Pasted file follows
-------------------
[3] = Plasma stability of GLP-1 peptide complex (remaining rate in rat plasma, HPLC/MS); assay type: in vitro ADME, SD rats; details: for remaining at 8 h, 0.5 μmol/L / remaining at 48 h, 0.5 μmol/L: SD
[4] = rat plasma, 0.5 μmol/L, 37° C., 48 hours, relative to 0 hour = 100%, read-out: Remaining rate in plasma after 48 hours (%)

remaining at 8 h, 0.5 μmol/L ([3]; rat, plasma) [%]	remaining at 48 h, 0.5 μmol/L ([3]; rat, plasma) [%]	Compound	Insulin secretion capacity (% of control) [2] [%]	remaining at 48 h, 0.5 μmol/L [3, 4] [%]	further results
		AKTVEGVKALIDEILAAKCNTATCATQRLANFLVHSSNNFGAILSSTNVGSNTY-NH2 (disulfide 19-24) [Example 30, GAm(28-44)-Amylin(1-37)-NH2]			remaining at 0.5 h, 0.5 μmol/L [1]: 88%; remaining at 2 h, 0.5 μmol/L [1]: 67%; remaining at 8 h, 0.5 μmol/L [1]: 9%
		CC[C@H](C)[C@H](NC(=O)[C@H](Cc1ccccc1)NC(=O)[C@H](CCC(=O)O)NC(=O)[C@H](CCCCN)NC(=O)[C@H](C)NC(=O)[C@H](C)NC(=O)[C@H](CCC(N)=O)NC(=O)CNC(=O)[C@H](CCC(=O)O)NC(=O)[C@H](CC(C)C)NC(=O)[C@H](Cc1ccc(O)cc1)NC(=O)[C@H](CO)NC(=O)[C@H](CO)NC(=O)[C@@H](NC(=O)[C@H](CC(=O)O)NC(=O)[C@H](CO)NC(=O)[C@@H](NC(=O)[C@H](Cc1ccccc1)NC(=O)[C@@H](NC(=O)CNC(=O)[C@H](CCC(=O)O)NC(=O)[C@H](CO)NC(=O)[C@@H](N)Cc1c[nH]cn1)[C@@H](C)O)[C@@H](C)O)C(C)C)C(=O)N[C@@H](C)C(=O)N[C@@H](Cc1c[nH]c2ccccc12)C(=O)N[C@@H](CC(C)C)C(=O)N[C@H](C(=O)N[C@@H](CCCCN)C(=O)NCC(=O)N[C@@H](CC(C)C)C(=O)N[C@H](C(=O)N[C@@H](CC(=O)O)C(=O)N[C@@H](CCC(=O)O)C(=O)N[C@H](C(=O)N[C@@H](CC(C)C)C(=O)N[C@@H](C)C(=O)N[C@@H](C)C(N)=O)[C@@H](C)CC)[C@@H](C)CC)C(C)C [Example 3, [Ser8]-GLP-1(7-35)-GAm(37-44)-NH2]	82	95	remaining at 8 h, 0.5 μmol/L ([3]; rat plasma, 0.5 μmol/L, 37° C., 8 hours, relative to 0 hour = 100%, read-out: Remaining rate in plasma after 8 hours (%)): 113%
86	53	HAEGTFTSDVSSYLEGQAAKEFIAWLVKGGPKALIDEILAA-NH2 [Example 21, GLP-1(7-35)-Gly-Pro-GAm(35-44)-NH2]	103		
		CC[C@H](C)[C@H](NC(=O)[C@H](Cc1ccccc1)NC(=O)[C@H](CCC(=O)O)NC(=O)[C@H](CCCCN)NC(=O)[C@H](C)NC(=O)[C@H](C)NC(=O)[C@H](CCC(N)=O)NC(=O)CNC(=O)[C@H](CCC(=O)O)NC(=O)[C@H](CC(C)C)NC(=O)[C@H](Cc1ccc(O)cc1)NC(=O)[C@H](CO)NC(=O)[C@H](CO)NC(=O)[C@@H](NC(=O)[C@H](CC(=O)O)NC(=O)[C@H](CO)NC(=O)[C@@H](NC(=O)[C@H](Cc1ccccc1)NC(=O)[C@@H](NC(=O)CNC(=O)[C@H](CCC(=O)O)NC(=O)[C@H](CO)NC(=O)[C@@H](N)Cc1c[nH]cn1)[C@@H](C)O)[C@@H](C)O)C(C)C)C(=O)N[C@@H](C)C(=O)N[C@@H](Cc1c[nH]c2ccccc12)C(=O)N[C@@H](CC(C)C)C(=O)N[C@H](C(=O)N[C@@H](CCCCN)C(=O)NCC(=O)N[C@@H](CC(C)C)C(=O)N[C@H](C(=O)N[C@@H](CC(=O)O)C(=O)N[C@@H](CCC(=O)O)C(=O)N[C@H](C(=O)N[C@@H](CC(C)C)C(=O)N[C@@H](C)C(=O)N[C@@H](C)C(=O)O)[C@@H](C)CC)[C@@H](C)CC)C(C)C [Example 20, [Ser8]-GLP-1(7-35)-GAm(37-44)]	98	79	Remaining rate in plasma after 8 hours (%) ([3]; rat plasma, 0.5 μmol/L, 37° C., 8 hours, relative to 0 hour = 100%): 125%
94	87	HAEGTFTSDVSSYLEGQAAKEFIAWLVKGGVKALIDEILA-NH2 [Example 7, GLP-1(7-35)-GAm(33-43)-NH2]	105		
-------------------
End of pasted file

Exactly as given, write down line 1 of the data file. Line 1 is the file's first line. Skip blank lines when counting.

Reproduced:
[3] = Plasma stability of GLP-1 peptide complex (remaining rate in rat plasma, HPLC/MS); assay type: in vitro ADME, SD rats; details: for remaining at 8 h, 0.5 μmol/L / remaining at 48 h, 0.5 μmol/L: SD